Pronounced inhibition of serotonin reuptake has been demonstrated in various species of animals at plasma citalopram concentrations less than 100 nmol/L. In vivo, citalopram and its main metabolite, demethyl-citalopram, antagonise displacement of serotonin, but not noradrenaline, by 4, α-dimethyl-metatyramine in the central nervous system, confirming citalopram’s selectivity for serotonin. In several animal models citalopram reduces serotonin turnover, presumably secondary to the increased intrasynaptic serotonin levels resulting from reuptake inhibition. The therapeutic effects of all antidepressants, including citalopram, develop over several weeks (see Therapeutic Use), possibly as a result of adaptive changes in receptors. Long term administration of citalopram ‘up-regulates’ α1-receptors and ‘down-regulates’ β2-receptors in rat cerebral cortex but not in thalamus or hippocampus. Unlike many other antidepressants, citalopram does not down-regulate the β-adrenoreceptor-coupled adenylate cyclase system

Like other antidepressants, citalopram prevents the immobility (‘behavioural despair’) induced by enforced swimming in rodents. In screening tests for central effects on monoaminergic mechanisms, citalopram prevents the hyperthermia induced by depletion of serotoninergic nerve terminals and enhances behaviours induced by administration of the serotonin precursor, 1-5-hydroxytryptophan. Citalopram potentiates morphine analgesia in rats probably via its effects on the serotoninergic component of morphine’s action. Unlike tricyclic antidepressants, citalopram does not reduce exploratory activity in rodents, and has little sedative effect in humans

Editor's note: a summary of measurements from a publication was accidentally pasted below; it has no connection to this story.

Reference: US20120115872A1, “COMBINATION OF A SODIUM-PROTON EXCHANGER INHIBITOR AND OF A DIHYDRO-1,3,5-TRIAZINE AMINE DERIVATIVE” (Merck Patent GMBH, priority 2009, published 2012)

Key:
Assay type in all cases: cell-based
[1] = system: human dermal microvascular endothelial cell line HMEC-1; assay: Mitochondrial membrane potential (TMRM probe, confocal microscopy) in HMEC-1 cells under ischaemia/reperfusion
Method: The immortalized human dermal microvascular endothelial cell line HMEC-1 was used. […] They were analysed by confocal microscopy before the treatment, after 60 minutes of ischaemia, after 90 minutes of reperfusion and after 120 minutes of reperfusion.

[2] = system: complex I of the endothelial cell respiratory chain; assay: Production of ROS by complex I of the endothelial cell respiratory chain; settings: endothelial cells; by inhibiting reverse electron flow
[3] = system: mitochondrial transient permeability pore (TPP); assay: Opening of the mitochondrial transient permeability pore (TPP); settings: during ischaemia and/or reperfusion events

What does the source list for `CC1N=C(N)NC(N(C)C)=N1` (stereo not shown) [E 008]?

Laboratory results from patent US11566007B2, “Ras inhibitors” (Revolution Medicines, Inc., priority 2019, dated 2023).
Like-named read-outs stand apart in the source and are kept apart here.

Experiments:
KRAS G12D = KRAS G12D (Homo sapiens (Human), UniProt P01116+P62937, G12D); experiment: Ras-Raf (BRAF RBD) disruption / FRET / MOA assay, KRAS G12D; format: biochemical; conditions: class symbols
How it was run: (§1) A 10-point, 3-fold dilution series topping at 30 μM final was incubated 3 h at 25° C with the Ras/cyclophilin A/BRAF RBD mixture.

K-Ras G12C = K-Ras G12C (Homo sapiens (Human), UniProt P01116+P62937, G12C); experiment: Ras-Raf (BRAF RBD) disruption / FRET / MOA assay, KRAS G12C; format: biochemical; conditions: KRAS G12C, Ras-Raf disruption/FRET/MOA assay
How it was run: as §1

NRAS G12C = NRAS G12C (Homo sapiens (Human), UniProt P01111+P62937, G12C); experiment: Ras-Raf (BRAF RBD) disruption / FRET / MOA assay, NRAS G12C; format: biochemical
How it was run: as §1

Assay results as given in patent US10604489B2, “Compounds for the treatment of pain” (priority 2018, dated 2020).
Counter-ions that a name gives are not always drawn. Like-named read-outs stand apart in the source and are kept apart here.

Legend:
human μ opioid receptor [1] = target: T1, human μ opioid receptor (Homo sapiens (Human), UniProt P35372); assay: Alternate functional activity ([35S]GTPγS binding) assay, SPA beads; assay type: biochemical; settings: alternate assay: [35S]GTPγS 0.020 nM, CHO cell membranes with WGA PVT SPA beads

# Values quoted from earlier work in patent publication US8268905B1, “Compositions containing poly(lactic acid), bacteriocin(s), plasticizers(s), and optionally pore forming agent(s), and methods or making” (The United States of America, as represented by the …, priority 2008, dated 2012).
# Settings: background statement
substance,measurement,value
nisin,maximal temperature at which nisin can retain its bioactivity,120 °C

At doses in dogs approximating usual clinical doses, citalopram is considered to have little convulsant potential. In contrast with tricyclic antidepressants, citalopram does not affect indices of cardiac conduction in dogs or cats, and does not induce orthostatic hypotension in humans. Neurohormonal effects of citalopram are largely uninvestigated

Pharmacokinetic Properties

Following oral administration of citalopram 50mg, peak plasma concentrations of 120 to 150 nmol/L are reached within 3 hours. Upon repeated daily oral administration, steady-state conditions are achieved in about 1 week. Doses in the range 30 to 60mg daily give rise to steady-state plasma concentrations of 120 to 600 nmol/L. About 50% of citalopram is bound to plasma proteins. In humans, the volume of distribution of citalopram is relatively large (14 L/kg). The elimination half-life of citalopram in healthy subjects is about 33 hours, thus once-daily administration is adequate to maintain steady-state concentrations

After a single oral dose of citalopram, about 12% is excreted unchanged in the urine. The major metabolite, demethyl-citalopram, is found in plasma in concentrations one-half to one-third that of the parent compound. Since this metabolite is 4 times less potent as a serotonin reuptake inhibitor, and less selective for serotonin than citalopram, it is unlikely to contribute substantially to the therapeutic effect of citalopram